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Understanding Collimation to Determine Optical Lens Focal Length
Collimated light occurs when light rays travel parallel to each other. Monica Rainey, Optical Engineer, explains how to collimate a divergent light source, and how to use collimated light to determine the focal length of a simple optical lens.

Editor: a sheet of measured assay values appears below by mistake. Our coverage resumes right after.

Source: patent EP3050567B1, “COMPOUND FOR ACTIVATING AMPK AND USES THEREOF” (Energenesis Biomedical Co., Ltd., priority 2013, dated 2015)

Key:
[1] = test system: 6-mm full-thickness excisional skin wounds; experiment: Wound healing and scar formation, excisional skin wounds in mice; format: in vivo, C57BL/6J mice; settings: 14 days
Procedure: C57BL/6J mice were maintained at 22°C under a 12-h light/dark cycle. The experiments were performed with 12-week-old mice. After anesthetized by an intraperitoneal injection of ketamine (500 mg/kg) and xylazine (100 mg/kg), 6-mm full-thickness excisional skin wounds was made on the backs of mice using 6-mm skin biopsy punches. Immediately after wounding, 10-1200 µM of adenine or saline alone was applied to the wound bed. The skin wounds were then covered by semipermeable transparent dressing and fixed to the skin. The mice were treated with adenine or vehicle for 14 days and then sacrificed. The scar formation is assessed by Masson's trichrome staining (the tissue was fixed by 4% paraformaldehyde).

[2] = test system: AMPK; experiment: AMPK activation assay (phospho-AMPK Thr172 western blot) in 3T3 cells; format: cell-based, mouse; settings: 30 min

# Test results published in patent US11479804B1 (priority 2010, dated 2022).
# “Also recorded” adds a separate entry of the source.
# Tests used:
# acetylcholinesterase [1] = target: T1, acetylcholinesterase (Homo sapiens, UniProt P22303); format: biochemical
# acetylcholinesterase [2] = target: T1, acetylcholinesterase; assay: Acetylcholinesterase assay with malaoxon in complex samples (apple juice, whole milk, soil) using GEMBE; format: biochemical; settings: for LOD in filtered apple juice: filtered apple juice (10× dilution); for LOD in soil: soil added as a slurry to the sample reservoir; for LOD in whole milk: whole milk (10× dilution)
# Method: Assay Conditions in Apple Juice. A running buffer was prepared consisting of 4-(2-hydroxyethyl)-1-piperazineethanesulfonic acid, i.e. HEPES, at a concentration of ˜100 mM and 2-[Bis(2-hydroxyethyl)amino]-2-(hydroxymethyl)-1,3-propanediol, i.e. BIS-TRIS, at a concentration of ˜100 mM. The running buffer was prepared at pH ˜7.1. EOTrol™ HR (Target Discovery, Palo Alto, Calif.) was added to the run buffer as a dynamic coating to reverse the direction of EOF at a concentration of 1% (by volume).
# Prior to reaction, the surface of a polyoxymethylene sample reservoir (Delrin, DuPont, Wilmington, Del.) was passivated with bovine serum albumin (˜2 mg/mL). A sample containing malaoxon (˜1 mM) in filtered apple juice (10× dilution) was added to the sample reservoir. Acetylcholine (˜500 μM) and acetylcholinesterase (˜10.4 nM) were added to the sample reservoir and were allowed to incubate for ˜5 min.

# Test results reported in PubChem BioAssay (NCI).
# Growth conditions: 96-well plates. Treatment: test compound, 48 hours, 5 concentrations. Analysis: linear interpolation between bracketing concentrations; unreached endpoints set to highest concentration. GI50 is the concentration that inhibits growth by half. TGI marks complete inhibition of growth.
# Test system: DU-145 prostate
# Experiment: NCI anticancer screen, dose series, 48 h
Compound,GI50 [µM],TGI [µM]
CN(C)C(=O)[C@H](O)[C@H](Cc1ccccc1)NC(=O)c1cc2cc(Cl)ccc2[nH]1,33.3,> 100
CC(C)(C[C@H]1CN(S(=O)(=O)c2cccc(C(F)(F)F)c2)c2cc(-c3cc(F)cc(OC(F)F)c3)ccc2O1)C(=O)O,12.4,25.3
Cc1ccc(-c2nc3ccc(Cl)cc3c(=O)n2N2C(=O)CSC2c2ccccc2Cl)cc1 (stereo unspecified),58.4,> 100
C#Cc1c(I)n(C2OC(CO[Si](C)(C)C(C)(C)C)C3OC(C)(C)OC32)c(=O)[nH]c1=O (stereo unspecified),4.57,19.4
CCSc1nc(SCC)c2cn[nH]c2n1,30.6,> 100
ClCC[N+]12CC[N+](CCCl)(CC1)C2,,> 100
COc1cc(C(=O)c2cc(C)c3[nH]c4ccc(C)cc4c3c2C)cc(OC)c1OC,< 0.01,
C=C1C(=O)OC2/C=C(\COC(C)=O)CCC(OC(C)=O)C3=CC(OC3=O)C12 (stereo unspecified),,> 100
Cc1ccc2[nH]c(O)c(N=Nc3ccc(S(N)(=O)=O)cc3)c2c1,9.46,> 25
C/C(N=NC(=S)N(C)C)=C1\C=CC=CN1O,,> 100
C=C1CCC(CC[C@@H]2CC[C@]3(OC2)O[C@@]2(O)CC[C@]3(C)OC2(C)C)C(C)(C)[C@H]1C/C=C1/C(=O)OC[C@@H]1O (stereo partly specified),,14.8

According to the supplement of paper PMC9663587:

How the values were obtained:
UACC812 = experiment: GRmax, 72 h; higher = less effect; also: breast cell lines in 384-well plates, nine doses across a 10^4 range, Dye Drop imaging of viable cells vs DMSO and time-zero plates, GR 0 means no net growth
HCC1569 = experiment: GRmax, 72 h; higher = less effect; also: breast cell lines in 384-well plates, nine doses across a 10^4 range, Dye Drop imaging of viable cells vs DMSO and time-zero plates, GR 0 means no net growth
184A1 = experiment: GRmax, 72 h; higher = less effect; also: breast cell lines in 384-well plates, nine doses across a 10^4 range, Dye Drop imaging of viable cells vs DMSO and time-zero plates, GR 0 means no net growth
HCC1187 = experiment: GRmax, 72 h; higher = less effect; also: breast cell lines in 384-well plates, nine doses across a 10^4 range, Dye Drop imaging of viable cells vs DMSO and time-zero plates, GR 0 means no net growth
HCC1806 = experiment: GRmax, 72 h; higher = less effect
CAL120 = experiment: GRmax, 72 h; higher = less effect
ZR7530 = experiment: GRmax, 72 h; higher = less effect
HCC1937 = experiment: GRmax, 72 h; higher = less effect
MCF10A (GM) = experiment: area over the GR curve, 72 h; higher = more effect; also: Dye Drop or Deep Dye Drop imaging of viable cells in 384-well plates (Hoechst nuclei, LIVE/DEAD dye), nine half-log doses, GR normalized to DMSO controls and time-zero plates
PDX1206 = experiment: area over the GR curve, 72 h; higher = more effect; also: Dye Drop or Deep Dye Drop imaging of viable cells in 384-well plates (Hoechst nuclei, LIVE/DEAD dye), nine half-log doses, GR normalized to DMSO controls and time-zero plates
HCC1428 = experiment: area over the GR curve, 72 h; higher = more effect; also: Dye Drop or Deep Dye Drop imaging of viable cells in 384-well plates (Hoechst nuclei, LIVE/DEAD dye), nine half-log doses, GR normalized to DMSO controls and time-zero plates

Hi, I am Monica, an Optical Engineer here at Edmund Optics. Today, I want to talk about the definition of collimated light and how you can use it to determine the focal length of a lens. Collimated light occurs when light rays are travelling parallel to each other, as opposed to converging to a focus or diverging away from the center. Essentially, you can consider collimated light to be focused at infinity. To collimate a diverging light source with a lens, you can place the lens a distance away from the source, equal to the focal length of the lens. Here, we have a diverging beam of light and a positive lens at a distance equal to the focal length away. As you can see, the light spot stays about the same size at any distance away from the lens. Alternatively, if collimated light enters a lens, it focuses at a distance equal to one focal length. So, if you have a lens with an unknown focal length, you can use collimated light to determine its focal length. We can assume that light is collimated or coming from infinity, if the light source is greater than a distance equal to 10x the focal length of the lens away. An easy way to determine the approximate focal length of a lens is to use the overhead lights in a room, which are a distance much greater than 10x the focal length of common lenses. The distance from the lens to the table when the light is in focus is approximately the focal length of the lens. Another way to measure this in a lab setup is to use collimated light source like this laser. The distance between the lens and the focus spot is equal to the focal length. I hope this answers your questions about collimation and the focal length of a single lens. For more technical information, please see our other videos about focal length, linked in the text below. You can browse more of our technical application notes and videos to learn more key concepts and find answers to common questions on our website.